Communal stream pollution
This paper on “More Sex Is Safer Sex – The Unconventional Wisdom of Economics,” a book written by Steven E. Landsburg, highlights the author’s reference that we all share a “communal stream,” we all pollute that communal stream, and therefore we all share the responsibility to respect and protect that communal stream. Sometimes unknowingly and sometimes intentionally, we ignore this responsibility and it’s not long before any pattern of this behavior is met with much resistance, even hostility. Steven E. Landsburg suggests that where regulation is concerned, in order to know how much moderation is necessary, it’s important that we feel all the costs and all the benefits of our choices, in getting this quantity right. Even then, he admits that it’s difficult to know where ‘to draw the line’ and to keep in mind that even the lines intended to make the ‘stream run clearer,’ in excess can themselves become pollutant. With that said, let us ‘dive in’ anyway.
Economizing our behavior may be considered in an example as simple as choosing to yell across the room or walking over and having a ‘normal’ conversation. In the imposing of the label ‘normal,’ we attempt to punish violators (with embarrassment) for their crime of ‘polluting the communal stream,’ in this case, a quiet and peaceful environment. Our desire to adhere to these ‘common courtesies’ depends on any number of factors. Our cost benefit analysis weighs our interests in categories ranging from our resources to our morality, with government regulations left to bridge the gaps which separate such differences. In the absence of a satisfactory resolution to disputes, such mediation is often necessary.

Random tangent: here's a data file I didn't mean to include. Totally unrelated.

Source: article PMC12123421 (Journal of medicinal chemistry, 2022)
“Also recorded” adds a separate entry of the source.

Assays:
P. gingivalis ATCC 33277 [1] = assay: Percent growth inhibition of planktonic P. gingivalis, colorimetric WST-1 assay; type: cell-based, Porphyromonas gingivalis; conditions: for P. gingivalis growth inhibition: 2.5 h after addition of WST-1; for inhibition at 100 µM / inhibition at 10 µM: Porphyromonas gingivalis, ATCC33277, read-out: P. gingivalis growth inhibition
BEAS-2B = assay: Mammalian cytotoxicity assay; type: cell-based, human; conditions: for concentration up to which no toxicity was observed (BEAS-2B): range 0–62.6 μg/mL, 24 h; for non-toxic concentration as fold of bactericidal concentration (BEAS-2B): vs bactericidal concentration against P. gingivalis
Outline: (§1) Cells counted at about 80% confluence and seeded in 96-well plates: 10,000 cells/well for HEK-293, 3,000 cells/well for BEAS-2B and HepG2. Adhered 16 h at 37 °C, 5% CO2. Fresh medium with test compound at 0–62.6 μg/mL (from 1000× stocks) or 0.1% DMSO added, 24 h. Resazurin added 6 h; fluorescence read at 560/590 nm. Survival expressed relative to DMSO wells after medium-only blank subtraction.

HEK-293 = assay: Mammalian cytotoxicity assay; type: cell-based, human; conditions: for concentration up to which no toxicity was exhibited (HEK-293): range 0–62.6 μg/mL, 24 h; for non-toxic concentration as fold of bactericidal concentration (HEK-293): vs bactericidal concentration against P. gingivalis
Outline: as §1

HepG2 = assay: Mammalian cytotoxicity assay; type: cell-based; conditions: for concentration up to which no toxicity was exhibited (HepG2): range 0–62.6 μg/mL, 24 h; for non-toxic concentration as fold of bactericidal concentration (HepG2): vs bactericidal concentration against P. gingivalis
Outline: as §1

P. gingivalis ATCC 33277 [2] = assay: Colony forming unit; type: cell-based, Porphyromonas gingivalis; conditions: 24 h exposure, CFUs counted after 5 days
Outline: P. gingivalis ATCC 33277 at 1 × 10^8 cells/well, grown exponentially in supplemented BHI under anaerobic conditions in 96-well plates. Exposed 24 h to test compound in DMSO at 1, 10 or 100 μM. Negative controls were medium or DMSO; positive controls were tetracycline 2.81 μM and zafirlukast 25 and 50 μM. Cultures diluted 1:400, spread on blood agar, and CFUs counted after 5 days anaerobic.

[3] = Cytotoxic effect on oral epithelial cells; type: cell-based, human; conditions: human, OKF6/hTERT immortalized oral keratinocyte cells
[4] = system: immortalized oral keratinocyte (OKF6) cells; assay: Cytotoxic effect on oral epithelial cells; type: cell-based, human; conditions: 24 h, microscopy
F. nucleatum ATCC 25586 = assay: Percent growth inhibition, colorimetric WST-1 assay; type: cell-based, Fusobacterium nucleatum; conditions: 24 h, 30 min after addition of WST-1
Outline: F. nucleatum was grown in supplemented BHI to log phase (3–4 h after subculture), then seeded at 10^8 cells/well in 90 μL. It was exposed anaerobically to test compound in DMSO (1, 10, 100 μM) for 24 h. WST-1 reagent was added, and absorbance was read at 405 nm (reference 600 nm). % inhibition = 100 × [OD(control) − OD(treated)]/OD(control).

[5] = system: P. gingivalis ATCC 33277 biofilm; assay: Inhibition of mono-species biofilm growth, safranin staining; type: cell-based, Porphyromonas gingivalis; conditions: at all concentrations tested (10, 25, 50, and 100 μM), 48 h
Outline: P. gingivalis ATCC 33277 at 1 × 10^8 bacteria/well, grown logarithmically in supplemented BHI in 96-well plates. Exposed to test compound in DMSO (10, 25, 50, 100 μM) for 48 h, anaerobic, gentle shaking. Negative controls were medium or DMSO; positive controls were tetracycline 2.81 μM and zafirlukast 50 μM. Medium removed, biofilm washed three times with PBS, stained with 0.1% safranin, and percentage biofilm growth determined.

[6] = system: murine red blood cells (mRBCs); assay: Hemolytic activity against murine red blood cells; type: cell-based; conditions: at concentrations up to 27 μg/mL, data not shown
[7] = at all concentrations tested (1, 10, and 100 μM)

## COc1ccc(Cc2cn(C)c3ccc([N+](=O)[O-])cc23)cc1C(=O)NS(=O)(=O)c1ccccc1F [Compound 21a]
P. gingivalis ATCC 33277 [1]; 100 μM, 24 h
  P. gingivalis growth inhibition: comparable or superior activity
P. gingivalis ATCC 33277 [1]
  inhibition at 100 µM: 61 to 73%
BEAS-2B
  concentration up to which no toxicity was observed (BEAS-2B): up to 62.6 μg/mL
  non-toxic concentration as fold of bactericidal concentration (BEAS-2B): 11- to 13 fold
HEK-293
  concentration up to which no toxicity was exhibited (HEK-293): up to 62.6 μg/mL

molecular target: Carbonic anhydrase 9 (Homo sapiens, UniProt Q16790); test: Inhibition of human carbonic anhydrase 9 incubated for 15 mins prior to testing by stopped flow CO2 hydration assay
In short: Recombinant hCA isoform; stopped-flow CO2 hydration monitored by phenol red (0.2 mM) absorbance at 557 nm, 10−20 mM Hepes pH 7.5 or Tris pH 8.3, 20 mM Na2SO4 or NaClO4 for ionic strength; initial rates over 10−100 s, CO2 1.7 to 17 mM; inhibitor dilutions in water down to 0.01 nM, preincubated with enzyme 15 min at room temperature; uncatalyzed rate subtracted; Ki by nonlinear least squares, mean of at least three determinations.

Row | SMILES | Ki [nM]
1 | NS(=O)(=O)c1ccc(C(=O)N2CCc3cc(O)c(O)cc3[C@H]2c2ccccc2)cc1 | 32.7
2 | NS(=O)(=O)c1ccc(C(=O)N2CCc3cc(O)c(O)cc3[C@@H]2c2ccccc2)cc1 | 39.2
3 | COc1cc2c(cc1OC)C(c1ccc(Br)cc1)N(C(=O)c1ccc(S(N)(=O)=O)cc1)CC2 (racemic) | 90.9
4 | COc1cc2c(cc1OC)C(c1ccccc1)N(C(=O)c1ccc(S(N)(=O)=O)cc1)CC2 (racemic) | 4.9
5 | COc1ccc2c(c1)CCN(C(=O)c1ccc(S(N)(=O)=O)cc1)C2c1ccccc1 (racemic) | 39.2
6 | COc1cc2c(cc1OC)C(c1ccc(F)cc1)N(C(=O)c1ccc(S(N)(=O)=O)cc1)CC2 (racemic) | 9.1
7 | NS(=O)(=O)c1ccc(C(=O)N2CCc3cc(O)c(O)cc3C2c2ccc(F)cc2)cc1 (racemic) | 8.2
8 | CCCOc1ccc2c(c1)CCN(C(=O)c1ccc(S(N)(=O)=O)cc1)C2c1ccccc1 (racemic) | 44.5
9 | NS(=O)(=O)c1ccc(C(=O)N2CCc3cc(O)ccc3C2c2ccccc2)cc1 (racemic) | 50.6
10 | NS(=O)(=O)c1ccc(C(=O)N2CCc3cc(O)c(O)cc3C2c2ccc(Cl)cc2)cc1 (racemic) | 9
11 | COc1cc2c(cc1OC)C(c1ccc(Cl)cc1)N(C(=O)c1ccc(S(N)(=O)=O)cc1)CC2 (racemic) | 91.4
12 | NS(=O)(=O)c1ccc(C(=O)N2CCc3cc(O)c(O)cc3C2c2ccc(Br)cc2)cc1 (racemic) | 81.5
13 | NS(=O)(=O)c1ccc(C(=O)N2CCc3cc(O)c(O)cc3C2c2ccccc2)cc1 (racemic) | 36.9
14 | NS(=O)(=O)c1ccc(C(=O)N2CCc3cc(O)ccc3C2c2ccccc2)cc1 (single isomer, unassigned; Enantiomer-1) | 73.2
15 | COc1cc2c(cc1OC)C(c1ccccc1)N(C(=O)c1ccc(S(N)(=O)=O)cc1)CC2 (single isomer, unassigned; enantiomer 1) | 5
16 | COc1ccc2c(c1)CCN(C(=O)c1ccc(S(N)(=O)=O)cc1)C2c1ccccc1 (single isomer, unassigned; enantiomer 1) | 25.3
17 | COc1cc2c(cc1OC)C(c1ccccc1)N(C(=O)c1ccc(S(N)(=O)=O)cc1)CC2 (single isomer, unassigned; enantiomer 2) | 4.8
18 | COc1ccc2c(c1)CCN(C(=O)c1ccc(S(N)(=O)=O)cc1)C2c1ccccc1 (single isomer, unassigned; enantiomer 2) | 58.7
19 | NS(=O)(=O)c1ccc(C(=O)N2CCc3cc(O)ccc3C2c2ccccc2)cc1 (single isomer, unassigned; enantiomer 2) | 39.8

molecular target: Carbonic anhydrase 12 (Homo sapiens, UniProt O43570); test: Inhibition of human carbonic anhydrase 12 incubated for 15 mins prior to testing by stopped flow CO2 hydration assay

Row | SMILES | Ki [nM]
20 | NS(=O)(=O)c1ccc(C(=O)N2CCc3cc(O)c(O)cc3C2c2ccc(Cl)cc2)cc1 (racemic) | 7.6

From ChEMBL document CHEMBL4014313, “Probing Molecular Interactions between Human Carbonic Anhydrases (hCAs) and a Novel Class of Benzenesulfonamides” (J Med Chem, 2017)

Maintaining with the analogy of ‘communal streams’ being polluted, this book offers no shortage of possible resolutions to common day ‘leaks in the system.’ But conventional wisdom will tells us that no plumber can stop you from damaging that system in the first place and so your decision to do so must be motivated by incentives, whether they appeal to you physically and tangibly or are intangible rewards, of the spirit or ego.
Still, the author makes a valiant effort to cover as many possible examples where physical means apply. As his guideline he uses the rule of thumb that the decision maker, in theory, should feel all the effects of both the costs and the benefits of his actions. The ideal goal, on the tangible frontier, is to have better informed voters who are better motivated. They are better motivated when the incentives are right, which happens when voters feel all the effects of the costs and of the benefits of their choices.
That looks good on paper, but in real time these affects often ‘spillover’ to third parties. Economics tells us that feeling only the benefits, we will overindulge and feeling only the costs, we will under indulge. More often than not however, ‘perpetrators’ reap the benefits without fully accounting for the costs. ...